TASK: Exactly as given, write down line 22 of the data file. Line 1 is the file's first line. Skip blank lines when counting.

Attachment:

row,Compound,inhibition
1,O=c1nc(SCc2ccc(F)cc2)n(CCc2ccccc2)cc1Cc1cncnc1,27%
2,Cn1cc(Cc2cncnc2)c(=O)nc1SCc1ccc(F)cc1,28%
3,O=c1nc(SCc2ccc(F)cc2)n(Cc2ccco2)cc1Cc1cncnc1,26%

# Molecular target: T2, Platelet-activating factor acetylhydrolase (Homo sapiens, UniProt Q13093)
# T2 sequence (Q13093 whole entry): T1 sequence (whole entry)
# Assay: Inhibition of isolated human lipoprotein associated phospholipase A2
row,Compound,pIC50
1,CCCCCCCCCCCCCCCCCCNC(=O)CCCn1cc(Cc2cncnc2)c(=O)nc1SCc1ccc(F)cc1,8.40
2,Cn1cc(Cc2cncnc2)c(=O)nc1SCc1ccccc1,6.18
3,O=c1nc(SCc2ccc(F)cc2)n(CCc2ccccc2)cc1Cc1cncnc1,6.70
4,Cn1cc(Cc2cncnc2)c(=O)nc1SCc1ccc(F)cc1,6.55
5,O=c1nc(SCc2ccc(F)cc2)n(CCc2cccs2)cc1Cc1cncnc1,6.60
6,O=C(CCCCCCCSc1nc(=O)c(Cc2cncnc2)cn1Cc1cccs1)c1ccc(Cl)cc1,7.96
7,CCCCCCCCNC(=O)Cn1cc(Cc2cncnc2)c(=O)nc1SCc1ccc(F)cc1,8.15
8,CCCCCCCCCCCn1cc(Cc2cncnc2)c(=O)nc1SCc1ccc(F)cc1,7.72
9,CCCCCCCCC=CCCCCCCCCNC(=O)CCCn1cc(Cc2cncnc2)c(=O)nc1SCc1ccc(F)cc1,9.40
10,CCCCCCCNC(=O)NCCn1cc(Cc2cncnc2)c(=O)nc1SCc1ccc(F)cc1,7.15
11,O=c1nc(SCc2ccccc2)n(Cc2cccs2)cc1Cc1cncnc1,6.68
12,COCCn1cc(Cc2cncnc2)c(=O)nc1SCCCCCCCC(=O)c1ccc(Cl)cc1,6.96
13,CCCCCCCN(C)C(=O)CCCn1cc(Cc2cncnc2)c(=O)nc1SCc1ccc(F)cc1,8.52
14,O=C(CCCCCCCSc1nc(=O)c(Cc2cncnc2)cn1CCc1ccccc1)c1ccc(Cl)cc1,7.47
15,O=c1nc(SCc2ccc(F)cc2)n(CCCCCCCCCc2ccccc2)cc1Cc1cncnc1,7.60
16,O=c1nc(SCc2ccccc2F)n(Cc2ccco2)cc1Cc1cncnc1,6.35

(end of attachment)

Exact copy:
14,O=C(CCCCCCCSc1nc(=O)c(Cc2cncnc2)cn1CCc1ccccc1)c1ccc(Cl)cc1,7.47